Long working hours and change in body weight: analysis of individual-participant data from 19 cohort studies

TitleLong working hours and change in body weight: analysis of individual-participant data from 19 cohort studies
Publication TypeJournal Article
Year of Publication2020
AuthorsVirtanen, M, Jokela, M, Lallukka, T, Hanson, LMagnusson, Pentti, J, Nyberg, ST, Alfredsson, L, G Batty, D, Casini, A, Clays, E, DeBacquer, D, Ervasti, J, Fransson, E, Halonen, JI, Head, J, Kittel, F, Knutsson, A, Leineweber, C, Nordin, M, Oksanen, T, Pietiläinen, O, Rahkonen, O, Salo, P, Singh-Manoux, A, Stenholm, S, Suominen, SB, Theorell, T, Vahtera, J, Westerholm, P, Westerlund, H, Kivimäki, M
JournalInternational Journal of Obesity
Pagination1368 - 1375
ISBN Number1476-5497
KeywordsPreventive medicine, Risk Factors

To examine the relation between long working hours and change in body mass index (BMI).

We performed random effects meta-analyses using individual-participant data from 19 cohort studies from Europe, US and Australia (n = 122,078), with a mean of 4.4-year follow-up. Working hours were measured at baseline and categorised as part time (<35 h/week), standard weekly hours (35–40 h, reference), 41–48 h, 49–54 h and ≥55 h/week (long working hours). There were four outcomes at follow-up: (1) overweight/obesity (BMI ≥ 25 kg/m2) or (2) overweight (BMI 25–29.9 kg/m2) among participants without overweight/obesity at baseline; (3) obesity (BMI ≥ 30 kg/m2) among participants with overweight at baseline, and (4) weight loss among participants with obesity at baseline.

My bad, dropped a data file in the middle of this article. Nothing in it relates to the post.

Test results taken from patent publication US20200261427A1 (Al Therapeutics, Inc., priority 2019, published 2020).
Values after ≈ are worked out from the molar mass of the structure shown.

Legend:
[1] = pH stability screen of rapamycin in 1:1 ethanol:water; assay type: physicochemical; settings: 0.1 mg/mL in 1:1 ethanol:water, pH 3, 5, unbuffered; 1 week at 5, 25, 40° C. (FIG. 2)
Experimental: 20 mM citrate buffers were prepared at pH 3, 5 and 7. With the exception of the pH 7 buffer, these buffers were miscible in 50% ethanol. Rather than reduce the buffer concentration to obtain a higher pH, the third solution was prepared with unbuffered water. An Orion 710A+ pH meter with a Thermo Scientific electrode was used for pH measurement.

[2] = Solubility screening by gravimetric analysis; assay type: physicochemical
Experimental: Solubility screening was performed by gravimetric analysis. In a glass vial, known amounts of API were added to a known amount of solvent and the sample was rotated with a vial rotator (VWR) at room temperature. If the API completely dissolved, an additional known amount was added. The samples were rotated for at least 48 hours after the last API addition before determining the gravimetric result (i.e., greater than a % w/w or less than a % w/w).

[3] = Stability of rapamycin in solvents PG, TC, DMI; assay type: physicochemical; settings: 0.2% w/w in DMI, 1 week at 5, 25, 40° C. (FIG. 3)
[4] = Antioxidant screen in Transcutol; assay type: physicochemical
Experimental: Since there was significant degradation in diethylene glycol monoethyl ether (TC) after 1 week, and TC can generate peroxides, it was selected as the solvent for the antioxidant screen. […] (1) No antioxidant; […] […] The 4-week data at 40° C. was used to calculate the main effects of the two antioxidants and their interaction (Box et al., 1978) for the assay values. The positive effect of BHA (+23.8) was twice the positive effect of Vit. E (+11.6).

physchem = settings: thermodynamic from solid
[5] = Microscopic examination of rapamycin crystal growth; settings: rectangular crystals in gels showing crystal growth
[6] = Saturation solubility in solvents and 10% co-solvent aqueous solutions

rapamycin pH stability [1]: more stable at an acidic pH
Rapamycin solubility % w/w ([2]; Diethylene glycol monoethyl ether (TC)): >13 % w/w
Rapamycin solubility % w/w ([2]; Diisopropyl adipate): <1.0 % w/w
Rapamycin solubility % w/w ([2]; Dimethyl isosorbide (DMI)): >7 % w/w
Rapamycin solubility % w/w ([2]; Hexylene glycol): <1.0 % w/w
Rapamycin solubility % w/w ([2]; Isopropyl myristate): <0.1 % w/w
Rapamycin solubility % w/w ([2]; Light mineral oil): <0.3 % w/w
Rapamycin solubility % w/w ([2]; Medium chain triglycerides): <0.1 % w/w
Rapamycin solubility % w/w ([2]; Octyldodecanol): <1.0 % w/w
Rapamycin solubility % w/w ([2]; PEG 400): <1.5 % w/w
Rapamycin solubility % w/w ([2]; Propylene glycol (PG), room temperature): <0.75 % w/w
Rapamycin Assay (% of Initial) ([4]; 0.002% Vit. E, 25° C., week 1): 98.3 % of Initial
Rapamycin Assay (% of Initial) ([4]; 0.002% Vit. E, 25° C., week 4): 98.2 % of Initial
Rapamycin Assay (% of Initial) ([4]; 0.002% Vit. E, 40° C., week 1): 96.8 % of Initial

Of the 61,143 participants without overweight/obesity at baseline, 20.2% had overweight/obesity at follow-up. Compared with standard weekly working hours, the age-, sex- and socioeconomic status-adjusted relative risk (RR) of overweight/obesity was 0.95 (95% CI 0.90–1.00) for part-time work, 1.07 (1.02–1.12) for 41–48 weekly working hours, 1.09 (1.03–1.16) for 49–54 h and 1.17 (1.08–1.27) for long working hours (P for trend <0.0001). The findings were similar after multivariable adjustment and in subgroup analyses. Long working hours were associated with an excess risk of shift from normal weight to overweight rather than from overweight to obesity. Long working hours were not associated with weight loss among participants with obesity.

This analysis of large individual-participant data suggests a small excess risk of overweight among the healthy-weight people who work long hours.

Short TitleInternational Journal of Obesity
Citation Key10804